Robin Schoenthaler is a radiation oncologist at a hospital outside Boston. We met in the way friends often do nowadays, online, through a women's writers group. She's a wise woman and a very good writer. This piece, "O Night Divine on the Cancer Unit," from Upstate Medical University's literary journal, The Healing Muse, which drifted by in my Facebook feed, caused me to stop, click, and read. Here's one lovely paragraph. If you are dealing with cancer either as a patient, relative, or friend, it must be read. And if you say today, not me, well, then bookmark it because you will be that person. We all are/will be.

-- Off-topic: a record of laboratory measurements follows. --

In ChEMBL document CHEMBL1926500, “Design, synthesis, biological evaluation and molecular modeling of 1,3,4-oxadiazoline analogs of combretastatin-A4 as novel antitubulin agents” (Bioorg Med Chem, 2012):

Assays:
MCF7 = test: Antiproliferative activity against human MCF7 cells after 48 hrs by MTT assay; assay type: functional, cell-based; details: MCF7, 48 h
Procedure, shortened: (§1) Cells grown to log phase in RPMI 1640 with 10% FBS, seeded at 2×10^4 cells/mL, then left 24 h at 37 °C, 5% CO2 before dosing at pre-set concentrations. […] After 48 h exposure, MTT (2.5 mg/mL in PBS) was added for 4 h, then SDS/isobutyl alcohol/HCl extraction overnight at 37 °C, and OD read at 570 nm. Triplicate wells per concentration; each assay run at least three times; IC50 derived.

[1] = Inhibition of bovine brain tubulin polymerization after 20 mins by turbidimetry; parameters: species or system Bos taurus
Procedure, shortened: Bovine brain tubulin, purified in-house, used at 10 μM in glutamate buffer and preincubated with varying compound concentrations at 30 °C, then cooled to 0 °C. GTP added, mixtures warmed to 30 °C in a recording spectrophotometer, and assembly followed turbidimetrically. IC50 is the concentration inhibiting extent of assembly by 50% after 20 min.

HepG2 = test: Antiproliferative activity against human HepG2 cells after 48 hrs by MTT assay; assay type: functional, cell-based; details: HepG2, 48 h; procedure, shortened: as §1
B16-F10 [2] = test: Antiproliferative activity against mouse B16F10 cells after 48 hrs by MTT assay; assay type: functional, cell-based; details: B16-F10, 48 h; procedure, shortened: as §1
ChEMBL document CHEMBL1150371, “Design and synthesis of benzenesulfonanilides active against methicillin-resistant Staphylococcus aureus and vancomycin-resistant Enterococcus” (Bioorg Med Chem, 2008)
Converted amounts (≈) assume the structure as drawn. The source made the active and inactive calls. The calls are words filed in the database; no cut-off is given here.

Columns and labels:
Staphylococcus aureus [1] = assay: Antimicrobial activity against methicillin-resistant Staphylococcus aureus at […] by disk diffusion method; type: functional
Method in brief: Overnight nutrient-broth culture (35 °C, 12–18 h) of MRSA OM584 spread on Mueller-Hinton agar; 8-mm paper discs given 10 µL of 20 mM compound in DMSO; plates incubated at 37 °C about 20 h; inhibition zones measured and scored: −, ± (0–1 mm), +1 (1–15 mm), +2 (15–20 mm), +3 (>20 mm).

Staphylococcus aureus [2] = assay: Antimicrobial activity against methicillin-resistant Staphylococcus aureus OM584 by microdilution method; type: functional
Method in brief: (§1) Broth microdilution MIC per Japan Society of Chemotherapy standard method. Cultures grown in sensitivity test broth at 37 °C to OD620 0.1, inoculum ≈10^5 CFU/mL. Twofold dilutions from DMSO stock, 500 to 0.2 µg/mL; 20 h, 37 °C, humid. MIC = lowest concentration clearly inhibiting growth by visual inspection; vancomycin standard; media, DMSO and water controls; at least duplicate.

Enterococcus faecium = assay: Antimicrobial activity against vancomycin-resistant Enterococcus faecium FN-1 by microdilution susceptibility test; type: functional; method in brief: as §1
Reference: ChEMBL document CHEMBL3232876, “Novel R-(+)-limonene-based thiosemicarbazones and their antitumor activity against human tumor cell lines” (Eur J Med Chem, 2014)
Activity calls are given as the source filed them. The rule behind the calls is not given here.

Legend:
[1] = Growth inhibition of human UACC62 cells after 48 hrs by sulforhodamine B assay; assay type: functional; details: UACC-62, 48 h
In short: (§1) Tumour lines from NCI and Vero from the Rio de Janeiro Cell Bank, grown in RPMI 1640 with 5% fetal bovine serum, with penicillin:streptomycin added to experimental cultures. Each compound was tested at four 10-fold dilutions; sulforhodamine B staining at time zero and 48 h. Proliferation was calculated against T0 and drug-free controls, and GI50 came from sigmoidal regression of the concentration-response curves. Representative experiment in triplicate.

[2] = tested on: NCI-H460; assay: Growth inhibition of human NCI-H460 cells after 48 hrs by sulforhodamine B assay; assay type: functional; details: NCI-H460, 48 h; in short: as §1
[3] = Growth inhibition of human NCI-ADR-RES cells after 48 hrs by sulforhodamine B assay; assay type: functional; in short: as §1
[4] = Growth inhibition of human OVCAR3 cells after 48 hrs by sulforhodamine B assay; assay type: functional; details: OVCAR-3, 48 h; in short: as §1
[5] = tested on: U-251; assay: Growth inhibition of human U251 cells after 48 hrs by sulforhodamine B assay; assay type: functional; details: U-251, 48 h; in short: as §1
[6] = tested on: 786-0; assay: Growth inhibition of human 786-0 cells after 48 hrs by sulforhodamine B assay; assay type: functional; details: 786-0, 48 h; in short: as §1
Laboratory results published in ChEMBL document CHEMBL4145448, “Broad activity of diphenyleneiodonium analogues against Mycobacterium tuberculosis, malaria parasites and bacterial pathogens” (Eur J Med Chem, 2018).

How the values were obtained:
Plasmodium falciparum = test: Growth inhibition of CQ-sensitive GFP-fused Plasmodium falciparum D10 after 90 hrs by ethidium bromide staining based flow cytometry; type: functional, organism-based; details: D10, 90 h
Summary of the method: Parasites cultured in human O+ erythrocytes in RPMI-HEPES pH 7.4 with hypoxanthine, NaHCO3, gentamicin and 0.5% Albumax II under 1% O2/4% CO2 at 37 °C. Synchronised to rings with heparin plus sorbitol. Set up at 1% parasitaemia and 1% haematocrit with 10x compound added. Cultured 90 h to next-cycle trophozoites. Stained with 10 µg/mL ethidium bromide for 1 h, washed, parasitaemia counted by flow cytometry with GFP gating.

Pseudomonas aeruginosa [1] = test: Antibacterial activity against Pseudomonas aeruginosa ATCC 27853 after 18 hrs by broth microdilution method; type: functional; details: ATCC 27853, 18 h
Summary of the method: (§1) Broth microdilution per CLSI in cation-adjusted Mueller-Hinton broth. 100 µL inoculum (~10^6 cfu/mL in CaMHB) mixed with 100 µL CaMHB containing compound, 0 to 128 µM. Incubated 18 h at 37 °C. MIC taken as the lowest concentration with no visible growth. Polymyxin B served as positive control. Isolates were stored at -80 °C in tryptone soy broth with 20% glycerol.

The Greeks have a word for moments like this—kairos—a time in between, a sacred time, a moment shared with the divine. Walking into a hospital room late at night I feel as though I am walking into a temple, a sanctuary, a secret tunnel underneath the trenches. Voices are muted; the patient is spent. Family may be drawn and pale, worn down to the last nerve. Our encounter is one of many stops in a long battle that began months or years before and their faces show it.